The Casa Caldera was designed by the DUST architects. The tiny house known as Casa Caldera doesn’t provide the easy escape of a typical vacation getaway. This 1,060-square-foot, off-the-grid retreat does deliver are stunning views. It is located just a couple of miles North of the United States-Mexico border and is almost completely hidden from view.
The site is located 2 hrs southeast of Tucson, AZ, a few miles north of the U.S.-Mexico border. Sitting at about 5000′-0″ above sea level, the project is nestled on a slope among southern Arizona oaks and manzanitas, east of the San Rafael Valley at the Canelo Hills bajada. Much of the area was formed by volcanic activity during the Jurassic-Triassic periods over 170 million years ago. Its watershed ties into the headwaters of the Santa Cruz River, which starts its flow south into Mexico, and hooks back north to the Gila River Valley near Phoenix.
“The openings are small. We didn’t go for the architectural move of a skylight,” says Robles. “And we resisted any temptation to make design decisions just for an aesthetic. Everything is rooted to function.” Still, a west-facing corner window, positioned to bring in plenty of daylight, frames a mountainous panorama. Adjacent young trees will prevent glare when they are fully grown. To water them, DUST devised a central gutter for the standing seam metal roof that directs rainwater down through the building and out toward their roots. The house is fed by a natural well, but irrigation in this semi-arid clime can be an issue, so even the septic system was configured to filter cleansed water into the rocky soil around saplings.
The interior is split into three zones, about 270 square feet each. The 10-foot-wide zaguán is bordered by enclosed public and private wings and opens onto a west-facing concrete patio, a place to enjoy the amazing sunsets. Wood is the primary heat source: a fireplace for the kitchen/ dining/living room and a wood stove for the bed and bath area opposite, while a ceiling fan, transoms, and operable kicks (on a glass wall between the living and zaguán spaces) circulate the air.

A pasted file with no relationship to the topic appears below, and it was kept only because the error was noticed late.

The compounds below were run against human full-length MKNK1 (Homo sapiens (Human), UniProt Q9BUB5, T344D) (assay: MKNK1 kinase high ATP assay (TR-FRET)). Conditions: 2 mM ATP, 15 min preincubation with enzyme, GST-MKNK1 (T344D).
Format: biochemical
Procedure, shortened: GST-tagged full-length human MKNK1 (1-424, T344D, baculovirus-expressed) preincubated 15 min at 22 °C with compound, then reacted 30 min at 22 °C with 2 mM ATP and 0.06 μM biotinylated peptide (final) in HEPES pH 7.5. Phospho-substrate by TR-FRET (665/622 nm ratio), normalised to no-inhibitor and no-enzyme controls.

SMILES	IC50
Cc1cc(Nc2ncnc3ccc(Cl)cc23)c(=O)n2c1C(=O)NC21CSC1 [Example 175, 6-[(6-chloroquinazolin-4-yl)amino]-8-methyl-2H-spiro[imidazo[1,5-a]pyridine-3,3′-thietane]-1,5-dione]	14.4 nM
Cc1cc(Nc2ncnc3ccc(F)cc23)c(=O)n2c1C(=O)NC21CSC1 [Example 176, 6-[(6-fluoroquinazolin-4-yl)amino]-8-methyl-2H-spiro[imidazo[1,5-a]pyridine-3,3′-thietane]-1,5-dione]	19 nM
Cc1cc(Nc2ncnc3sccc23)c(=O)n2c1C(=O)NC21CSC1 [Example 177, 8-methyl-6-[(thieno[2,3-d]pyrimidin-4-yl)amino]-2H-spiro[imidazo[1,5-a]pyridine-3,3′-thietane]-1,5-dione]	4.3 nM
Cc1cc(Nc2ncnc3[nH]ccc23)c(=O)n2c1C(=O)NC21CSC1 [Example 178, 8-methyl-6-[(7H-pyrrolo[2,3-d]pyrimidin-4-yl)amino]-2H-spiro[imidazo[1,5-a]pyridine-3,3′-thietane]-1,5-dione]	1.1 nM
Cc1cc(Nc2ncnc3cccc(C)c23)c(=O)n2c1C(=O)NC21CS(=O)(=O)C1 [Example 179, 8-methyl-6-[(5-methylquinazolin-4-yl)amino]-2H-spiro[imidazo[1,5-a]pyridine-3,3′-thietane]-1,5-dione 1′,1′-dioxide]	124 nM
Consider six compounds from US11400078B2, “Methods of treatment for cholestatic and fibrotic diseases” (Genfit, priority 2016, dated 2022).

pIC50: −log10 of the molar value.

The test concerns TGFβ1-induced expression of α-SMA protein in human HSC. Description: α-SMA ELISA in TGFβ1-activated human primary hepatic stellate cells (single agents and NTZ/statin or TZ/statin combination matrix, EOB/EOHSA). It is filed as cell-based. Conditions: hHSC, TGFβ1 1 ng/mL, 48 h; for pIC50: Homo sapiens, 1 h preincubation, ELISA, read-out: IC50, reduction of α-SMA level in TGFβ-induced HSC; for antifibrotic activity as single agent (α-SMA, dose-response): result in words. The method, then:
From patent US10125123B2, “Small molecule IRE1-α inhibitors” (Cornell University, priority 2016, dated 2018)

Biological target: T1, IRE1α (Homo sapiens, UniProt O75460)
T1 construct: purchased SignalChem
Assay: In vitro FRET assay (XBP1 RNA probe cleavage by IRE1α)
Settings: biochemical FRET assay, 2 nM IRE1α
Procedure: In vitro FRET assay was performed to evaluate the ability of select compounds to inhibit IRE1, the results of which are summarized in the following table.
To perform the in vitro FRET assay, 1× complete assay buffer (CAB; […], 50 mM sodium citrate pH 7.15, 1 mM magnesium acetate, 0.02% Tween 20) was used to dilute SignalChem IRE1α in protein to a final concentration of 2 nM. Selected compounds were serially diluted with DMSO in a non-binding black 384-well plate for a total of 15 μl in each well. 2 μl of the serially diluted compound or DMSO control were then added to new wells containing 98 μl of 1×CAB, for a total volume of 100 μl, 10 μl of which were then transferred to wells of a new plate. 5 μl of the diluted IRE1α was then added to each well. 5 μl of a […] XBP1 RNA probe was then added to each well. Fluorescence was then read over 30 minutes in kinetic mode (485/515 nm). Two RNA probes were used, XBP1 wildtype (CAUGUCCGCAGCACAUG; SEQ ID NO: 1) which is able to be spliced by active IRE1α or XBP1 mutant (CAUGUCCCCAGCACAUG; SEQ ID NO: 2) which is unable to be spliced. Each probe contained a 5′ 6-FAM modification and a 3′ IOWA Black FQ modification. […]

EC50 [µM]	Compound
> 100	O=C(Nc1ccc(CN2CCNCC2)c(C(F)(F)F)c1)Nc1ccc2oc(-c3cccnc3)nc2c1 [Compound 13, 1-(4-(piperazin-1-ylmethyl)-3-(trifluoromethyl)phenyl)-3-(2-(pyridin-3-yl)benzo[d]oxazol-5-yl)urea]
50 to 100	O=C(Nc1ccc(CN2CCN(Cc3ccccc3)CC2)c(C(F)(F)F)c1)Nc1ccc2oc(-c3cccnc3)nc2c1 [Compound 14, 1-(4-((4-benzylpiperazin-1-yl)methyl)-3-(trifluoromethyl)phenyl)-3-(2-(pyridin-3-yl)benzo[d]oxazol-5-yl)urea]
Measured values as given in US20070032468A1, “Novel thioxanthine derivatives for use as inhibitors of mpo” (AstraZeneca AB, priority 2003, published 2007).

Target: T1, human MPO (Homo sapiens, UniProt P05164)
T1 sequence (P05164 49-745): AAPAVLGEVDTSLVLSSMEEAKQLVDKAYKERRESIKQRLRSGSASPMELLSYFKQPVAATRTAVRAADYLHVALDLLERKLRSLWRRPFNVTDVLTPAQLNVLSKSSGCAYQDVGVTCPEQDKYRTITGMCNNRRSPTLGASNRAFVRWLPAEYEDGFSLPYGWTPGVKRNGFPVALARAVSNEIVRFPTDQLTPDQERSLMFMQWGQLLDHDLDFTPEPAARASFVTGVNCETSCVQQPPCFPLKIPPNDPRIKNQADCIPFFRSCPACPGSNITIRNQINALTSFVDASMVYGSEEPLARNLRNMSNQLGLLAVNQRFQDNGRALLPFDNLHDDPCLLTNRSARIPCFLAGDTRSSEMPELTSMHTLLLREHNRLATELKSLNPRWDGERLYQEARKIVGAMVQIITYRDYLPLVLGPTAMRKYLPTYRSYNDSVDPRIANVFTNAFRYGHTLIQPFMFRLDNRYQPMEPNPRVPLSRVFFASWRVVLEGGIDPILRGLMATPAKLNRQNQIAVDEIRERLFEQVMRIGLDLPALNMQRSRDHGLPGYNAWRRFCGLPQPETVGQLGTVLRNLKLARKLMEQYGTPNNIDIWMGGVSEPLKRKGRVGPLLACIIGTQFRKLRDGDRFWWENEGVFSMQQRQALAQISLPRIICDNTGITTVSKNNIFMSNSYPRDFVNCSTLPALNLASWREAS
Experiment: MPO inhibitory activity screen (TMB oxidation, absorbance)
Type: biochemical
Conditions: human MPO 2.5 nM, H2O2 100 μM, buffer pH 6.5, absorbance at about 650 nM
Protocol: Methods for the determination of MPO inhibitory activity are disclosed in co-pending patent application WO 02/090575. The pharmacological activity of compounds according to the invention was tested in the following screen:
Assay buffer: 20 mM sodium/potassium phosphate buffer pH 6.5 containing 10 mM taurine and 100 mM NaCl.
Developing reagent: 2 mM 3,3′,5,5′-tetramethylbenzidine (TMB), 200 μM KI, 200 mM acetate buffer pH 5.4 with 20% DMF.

The owner looks forward to spending months at a time at Casa Caldera. “My dream is to be there for several months in the fall. I can forget about the rest of the world, but it is only an hour and 40 minutes to an international airport,” he says. “It’s pretty special.”
A small 765 sq. ft. completely off the grid home made of scoria walls for a vintner in a remote area of the San Rafael Valley, southern Arizona. The home is separated into three zones, living, sleeping and outdoor living. The outdoor living space, also called the zaguan, separates the two zones while extending the living space to a protected area that harnesses the prevailing breezes into the living spaces. Two large doors on both sides of the zaguan help control sun and wind as well as providing security, when the owner leaves for long periods of time the house will be able to completely lock down securely. Scoria is a pulverized lava aggregate.
“We see life as an act of great potential. Through architecture and art, it is possible to create spaces that can add a sense of graciousness to everyday life, to create certain moments of wonder or joy that reveal a silence amidst all the noise. Through this exploratory process, we challenge values, seek the virtuous, and engage the senses to the environment around us. We measure the integrity of our work by the quiet pleasures and experiences that are enjoyed by all those who encounter it.”
Project name: Casa Caldera
Location: San Rafael Valley, Arizona, United States
Coordinates: 31.464101, -110.558516
- Type By Characteristic: Green & Sustainable House, Holiday House
- Type By Site: Desert House
- Type By Size: Small House – (51 sqm – 200 sqm)
- Type By Materials: Concrete House
Project Area: 1,060 sq.ft / 95 sqm
Completion Year: December 2015
Client / Owner / Developer: Peter Toot
Architects: DUST – Tucson, Arizona, United States
Project Team: Cade Hayes, Jesús Robles
Carpentry: Jay Ritchey
Concrete and Masonry: Agustin Valdez
Structural Engineer: David Gibbens
Scoria: Lava Works Concrete – Paul Schwam
Electrical: Eternity Electricity
Text Description: © Courtesy of DUST, architecturalrecord
Images: © DUST, Jeff Goldberg/ESTO, AJ Brown Imaging